Her Grief Yields Help for Others
M. Susan Sanders grew up in Nashville, attended graduate school in St. Louis and eventually moved to Kansas City, Mo.
An Oakland, Calif., native, Katherine R. Neal ended up in Kansas City as a flight attendant for TWA when the city was one of the airlineï¿½s hubs.
Sanders and Neal met in 1989 and began what Sanders describes as a glorious relationship. Sanders worked as a psychotherapist, and Neal was an artist of some renown. For more than 21 years, the couple enjoyed their partnership quite fully ï¿½ traveling and loving their busy lives.
At the end of October 2008, Neal was feeling tired and had some blood work done. She didnï¿½t look ill. Nevertheless, doctors diagnosed her with a form of leukemia, and 14 weeks later, she was buried.
At the time of Nealï¿½s diagnosis, the couple was not out as lesbian partners, and for the first few days of hospital visits, Sanders claimed to be Nealï¿½s cousin. She feared for the quality of care should they acknowledge the true nature of their relationship. But after about a week, they stopped the charade. The pretense was too much work.
Neal returned to the coupleï¿½s home and relied on Kansas City Hospice & Palliative Care nurses to help with a PICC line, blood transfusions and the administration of oral medication, among other things. After the burial, Sanders did not know what to do. Even with her training as a psychotherapist, she felt lost. Surely no one else had even felt this devastatingly horrible pain.
Nealï¿½s rapid passing left Sanders in a space where she had never planned to be. She was grieving not only for the person she lost but the life they shared, and the future that would never be. She felt like she had no hope and she thought she would die.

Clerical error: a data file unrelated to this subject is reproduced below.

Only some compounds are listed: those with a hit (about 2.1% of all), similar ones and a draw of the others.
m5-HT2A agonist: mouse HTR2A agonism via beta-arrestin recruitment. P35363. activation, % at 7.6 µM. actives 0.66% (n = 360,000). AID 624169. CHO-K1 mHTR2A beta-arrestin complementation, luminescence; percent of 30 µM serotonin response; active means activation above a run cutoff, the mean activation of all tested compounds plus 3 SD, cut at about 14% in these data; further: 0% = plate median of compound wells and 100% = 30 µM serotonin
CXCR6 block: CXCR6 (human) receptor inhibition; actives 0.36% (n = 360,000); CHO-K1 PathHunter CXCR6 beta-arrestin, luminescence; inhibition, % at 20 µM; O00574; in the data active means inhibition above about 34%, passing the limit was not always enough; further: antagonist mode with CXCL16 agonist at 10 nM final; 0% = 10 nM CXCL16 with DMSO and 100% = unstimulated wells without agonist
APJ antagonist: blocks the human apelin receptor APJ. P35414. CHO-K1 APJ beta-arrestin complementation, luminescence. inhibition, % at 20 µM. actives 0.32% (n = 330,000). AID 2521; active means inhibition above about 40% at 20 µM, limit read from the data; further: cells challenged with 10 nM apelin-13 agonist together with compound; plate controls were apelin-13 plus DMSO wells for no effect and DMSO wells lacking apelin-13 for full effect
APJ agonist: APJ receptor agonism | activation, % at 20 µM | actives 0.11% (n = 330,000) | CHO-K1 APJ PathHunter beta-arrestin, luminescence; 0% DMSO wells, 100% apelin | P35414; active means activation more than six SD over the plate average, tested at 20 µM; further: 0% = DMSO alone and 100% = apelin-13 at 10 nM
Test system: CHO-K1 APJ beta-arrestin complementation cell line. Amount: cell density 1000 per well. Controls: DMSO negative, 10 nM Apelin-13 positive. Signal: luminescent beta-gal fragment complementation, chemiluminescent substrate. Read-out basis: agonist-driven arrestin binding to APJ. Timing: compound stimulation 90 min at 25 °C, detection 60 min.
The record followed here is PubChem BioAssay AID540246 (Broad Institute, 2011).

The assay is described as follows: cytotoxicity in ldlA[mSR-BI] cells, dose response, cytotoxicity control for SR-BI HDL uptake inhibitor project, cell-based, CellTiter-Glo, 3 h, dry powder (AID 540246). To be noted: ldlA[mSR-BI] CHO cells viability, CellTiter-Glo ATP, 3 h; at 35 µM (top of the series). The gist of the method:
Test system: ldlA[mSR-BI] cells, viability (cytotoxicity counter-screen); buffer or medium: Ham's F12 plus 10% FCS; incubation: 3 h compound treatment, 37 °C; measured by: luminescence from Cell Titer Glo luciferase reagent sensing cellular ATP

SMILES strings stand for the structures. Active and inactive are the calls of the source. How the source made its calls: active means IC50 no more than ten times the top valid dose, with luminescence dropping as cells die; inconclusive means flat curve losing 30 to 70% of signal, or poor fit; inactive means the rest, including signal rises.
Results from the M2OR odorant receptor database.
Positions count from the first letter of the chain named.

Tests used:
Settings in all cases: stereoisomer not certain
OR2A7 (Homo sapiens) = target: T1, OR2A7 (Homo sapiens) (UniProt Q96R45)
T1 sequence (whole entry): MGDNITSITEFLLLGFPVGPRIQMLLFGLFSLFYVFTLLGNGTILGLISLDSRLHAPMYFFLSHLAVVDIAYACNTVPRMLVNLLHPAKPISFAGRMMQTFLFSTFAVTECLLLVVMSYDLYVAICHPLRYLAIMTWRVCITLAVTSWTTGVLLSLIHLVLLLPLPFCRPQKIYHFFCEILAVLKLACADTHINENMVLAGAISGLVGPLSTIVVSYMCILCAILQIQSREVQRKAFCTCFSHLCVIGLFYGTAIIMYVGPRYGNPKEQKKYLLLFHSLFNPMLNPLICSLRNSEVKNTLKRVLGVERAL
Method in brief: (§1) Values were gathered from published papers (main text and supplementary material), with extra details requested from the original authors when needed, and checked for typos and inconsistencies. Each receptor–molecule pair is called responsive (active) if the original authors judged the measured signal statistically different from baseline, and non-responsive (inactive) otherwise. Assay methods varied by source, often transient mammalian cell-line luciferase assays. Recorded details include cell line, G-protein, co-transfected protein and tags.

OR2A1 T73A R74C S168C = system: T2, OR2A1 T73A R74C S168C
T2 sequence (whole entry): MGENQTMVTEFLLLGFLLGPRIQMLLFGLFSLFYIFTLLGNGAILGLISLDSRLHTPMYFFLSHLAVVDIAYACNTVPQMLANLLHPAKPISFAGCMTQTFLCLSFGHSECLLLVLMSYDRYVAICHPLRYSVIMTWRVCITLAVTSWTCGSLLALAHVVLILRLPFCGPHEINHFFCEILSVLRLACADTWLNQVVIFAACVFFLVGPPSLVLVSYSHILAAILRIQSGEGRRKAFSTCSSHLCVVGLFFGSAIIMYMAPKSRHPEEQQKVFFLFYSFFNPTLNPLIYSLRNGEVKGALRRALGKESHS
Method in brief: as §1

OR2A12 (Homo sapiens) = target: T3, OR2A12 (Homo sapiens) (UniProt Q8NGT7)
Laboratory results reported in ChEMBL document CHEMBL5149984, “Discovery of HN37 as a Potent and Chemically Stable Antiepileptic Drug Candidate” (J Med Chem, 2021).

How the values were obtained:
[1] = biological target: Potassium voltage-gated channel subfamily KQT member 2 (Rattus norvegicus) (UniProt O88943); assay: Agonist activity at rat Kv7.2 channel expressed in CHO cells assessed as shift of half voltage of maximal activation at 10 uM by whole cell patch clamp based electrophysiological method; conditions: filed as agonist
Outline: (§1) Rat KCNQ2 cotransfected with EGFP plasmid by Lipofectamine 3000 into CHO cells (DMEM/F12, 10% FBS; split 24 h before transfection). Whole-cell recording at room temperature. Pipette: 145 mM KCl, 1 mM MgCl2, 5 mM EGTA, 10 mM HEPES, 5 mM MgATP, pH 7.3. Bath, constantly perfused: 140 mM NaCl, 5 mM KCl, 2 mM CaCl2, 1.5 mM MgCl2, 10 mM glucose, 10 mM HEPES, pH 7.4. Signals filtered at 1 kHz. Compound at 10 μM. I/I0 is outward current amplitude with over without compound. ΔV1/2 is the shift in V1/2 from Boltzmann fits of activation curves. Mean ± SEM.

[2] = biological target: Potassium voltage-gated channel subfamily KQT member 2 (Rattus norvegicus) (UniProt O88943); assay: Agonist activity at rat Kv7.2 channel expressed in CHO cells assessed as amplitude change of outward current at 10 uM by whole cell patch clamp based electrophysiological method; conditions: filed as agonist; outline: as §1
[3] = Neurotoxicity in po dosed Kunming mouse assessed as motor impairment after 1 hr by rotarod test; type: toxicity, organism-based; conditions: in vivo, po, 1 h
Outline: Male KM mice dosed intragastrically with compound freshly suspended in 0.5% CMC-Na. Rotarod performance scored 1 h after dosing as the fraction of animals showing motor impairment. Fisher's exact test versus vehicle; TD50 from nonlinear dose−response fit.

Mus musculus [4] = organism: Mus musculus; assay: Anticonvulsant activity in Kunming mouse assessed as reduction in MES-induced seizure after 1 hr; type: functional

Remembering the kindness of the hospice nurses, she decided to give the organization a call after receiving one of its newsletters. Susan Hutchison of Kansas City Hospice told her that grief groups were forming, but that none were specifically for LGBT people. Hutchison came to see Sanders weekly for a year solely out of her personal concern.
Sanders decided that Kansas City needed an LGBT-specific grief-management group. Before Nealï¿½s passing, the two had formed the Mary Susan Sanders and Katherine R. Neal Foundation to fund things such as mental health, art and education. This new group was an ideal beneficiary.
When she wanted to talk to Kathy after her passing, Sanders would write. She and Neal had discussed a future memoir and its title, Quicksand. While riding her bike one day, a frustrated Sanders asked, ï¿½Give me a sign.ï¿½ Around the bend she spotted a license plate that read QKSAND and she knew that was her signal to move forward on the book. Published on the one-year anniversary of Nealï¿½s burial, the full title of Sandersï¿½ memoir is ï¿½Quicksand, A Love Story.ï¿½
Sanders is now retired from her practice of psychotherapy and writes radio scripts for KKFI-FM (90.1) ï¿½ comedy for Shots in the Night Production Co. You might hear her dulcet Mid-South tones if you tune in to local community radio. Nealï¿½s work is on display in several venues. Some of her woodcarving will be shown with similar works in a future Mattie Rhodes Center exhibition.
For information on Quicksand, A Love Story, contact Sanders at firstname.lastname@example.org.